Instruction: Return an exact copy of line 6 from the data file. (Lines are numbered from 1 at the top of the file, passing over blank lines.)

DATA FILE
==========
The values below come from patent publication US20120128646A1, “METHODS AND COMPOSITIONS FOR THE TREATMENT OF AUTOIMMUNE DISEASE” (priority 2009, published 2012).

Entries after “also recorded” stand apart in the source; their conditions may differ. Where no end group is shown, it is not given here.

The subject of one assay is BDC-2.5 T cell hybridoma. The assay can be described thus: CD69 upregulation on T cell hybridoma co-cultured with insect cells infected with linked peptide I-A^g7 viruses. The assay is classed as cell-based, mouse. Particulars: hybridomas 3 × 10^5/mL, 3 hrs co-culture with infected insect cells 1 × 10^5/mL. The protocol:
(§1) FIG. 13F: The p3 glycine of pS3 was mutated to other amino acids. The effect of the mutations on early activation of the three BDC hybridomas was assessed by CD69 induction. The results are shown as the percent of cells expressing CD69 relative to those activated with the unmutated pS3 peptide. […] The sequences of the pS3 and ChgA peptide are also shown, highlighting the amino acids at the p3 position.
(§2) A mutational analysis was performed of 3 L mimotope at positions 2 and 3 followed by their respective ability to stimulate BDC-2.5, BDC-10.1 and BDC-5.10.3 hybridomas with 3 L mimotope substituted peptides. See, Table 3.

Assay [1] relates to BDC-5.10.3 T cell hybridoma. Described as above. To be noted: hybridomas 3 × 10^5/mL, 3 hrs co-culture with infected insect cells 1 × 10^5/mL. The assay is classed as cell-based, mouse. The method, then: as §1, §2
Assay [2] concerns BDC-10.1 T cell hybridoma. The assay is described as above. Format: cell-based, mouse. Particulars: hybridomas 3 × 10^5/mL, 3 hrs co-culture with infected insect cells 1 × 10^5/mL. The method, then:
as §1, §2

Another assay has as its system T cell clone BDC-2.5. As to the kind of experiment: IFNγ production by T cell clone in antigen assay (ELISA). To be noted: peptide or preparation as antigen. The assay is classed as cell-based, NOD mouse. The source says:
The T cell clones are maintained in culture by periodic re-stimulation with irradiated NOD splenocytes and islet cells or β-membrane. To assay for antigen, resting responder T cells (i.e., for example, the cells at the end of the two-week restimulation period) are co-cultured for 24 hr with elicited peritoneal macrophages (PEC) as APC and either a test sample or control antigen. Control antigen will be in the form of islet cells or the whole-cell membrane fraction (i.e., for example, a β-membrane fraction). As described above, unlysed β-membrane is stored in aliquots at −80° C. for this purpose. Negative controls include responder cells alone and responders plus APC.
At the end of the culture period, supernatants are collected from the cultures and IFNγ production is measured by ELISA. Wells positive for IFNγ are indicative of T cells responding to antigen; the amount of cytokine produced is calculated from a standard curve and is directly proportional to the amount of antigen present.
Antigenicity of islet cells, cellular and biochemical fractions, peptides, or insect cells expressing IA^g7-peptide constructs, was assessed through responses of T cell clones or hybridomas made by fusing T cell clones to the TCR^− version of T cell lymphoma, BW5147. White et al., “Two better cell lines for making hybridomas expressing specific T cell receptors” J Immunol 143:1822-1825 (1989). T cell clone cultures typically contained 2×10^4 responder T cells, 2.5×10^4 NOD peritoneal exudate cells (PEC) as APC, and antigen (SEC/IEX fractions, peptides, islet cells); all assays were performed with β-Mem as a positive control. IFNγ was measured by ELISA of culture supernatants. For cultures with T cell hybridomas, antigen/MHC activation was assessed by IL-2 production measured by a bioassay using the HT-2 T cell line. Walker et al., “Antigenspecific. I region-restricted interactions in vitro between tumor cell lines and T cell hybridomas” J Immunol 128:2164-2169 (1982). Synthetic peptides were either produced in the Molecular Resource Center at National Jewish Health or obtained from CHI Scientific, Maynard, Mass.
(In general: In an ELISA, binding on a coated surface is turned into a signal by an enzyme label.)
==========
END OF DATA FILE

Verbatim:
Assay [1] relates to BDC-5.10.3 T cell hybridoma. Described as above. To be noted: hybridomas 3 × 10^5/mL, 3 hrs co-culture with infected insect cells 1 × 10^5/mL. The assay is classed as cell-based, mouse. The method, then: as §1, §2